Workshop Spotlight: In-school Debating

Debating Tutor, Hena Pagoo, shares her experience of doing face-to-face in-school outreach work with students at Canterbury Academy

Returning to University for a new academic year has meant that I was able to continue working as a Debating and Outreach tutor. I was aware that the number of in-person work opportunities would be limited in light of the pandemic. Working as part of the outreach team over the last few months has been essential when it came to adapting sessions for delivery online and has really changed the dynamic that comes with working as a tutor.

However, I was recently very keen to sign up to an in-person debating module at a Partner school [Canterbury Academy], co-delivering with another tutor (Connor). The Debating module runs for six weeks and aims to give students an insight into public speaking and British Parliamentary debating. I was extremely excited to be accepted for this work opportunity, as personally I have found debating and interacting online to be more challenging. Many of the general skills and key take-aways from debating require students to implement this practice in-person, in order to get the most out of their sessions.

There were, however, a number of restrictions I have had to adhere to, and risk assessments that needed to be completed. As such, I am required to wear a visor provided by the Partnership Development Office, to wear my own face mask and to ensure I carry my own hand sanitiser at all times. I was sure that there would be restrictions in place, for the protection of the students within the school, as well as for my own protection. Having been briefed for the session, and setting off to deliver the first of six, the experience was an extremely positive one. Whilst I had to maintain social distancing, working with the students within the classroom was an exciting opportunity and helped me find my feet again with in-person delivery.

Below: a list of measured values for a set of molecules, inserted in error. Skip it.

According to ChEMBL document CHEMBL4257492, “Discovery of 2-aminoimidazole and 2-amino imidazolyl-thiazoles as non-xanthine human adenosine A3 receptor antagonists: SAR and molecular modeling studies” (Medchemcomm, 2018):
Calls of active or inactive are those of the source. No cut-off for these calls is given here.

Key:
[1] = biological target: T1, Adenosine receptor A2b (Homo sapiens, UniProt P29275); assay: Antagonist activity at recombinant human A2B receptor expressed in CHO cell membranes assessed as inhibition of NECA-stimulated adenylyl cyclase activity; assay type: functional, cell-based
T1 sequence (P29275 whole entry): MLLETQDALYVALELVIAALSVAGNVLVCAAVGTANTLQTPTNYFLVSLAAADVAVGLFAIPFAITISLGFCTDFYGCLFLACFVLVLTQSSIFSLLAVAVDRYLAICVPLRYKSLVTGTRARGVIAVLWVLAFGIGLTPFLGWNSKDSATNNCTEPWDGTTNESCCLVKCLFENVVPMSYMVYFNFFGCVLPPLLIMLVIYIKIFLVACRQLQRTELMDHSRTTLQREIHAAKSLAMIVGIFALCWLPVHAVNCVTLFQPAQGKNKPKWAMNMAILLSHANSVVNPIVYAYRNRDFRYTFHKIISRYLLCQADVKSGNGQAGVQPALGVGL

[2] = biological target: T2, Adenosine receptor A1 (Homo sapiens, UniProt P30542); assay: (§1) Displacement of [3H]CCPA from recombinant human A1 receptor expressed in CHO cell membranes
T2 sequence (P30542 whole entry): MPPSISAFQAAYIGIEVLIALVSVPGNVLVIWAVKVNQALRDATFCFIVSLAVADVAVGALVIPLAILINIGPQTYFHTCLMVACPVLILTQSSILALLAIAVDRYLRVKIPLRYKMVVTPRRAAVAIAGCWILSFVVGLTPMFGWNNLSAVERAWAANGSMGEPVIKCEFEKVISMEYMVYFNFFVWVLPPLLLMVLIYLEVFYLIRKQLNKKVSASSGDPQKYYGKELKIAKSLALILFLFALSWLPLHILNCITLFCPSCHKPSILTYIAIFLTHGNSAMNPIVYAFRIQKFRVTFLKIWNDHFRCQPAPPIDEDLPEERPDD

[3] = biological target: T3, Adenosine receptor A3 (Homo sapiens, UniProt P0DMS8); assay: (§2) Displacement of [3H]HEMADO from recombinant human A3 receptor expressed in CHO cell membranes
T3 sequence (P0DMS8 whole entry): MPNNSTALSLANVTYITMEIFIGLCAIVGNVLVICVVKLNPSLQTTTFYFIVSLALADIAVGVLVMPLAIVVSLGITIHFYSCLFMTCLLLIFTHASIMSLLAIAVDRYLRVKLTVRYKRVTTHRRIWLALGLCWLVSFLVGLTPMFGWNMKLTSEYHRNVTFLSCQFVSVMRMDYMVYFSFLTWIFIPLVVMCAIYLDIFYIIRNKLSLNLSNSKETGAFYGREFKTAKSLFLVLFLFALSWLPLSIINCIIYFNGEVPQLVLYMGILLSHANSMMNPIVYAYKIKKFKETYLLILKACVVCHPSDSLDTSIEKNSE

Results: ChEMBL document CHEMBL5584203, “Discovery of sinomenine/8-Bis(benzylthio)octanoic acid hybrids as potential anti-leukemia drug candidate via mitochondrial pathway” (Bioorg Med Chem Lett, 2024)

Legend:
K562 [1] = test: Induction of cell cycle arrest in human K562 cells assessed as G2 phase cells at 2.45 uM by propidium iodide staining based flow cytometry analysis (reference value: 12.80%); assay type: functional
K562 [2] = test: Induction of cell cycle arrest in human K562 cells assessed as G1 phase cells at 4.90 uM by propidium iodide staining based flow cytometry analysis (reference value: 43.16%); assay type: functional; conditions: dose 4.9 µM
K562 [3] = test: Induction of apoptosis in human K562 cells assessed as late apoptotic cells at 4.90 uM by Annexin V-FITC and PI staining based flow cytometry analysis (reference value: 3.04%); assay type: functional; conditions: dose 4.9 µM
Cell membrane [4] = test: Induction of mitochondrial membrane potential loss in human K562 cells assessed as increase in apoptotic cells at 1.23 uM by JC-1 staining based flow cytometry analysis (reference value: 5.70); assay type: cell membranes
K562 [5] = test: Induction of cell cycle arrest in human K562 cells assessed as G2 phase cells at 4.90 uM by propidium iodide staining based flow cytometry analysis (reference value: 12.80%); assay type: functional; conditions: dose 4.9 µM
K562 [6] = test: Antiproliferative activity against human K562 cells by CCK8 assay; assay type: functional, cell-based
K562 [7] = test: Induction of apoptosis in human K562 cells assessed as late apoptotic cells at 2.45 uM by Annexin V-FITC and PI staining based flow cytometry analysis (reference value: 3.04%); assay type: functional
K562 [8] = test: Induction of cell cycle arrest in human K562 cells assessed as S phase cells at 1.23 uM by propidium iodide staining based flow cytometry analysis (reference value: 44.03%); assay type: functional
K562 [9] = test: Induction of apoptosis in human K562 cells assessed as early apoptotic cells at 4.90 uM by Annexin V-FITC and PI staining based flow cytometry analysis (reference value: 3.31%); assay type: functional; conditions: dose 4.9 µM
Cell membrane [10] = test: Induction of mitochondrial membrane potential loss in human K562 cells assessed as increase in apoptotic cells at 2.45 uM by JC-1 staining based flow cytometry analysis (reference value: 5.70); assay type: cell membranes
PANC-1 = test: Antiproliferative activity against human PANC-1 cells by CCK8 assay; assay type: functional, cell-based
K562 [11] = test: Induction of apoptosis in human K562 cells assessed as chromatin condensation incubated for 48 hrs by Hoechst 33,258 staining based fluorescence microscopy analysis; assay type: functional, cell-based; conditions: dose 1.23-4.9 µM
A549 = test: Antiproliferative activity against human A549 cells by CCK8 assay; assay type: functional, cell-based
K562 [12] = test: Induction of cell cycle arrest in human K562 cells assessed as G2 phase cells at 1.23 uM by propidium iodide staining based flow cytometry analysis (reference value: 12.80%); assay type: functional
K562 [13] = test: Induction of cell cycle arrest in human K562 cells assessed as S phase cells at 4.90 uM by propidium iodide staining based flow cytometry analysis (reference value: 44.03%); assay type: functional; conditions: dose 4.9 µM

We arranged the room in a manner which encouraged students to work together in smaller groups, and divided our attention to particular groups of students. Whilst this may sound like a restrictive approach to take, it was important to maintain minimal contact, whilst also ensuring students were engaging with the tasks. Returning to work as a tutor has reminded me just how rewarding my position is. I was able to see students willingly engage and participate in the activities being set and actively ask questions about debating. Physically seeing and interacting with students again has been a change from online sessions, and a positive one too. It was also very encouraging to see that students were keen to contribute, as participation is crucial to ensuring the success of the module.

I hope to continue building a relationship with students as a tutor over the next few weeks, and that they have been very receptive of the content they are learning. In-person delivery has been exciting and all the more worthwhile in the time of a pandemic when opportunities are already limited.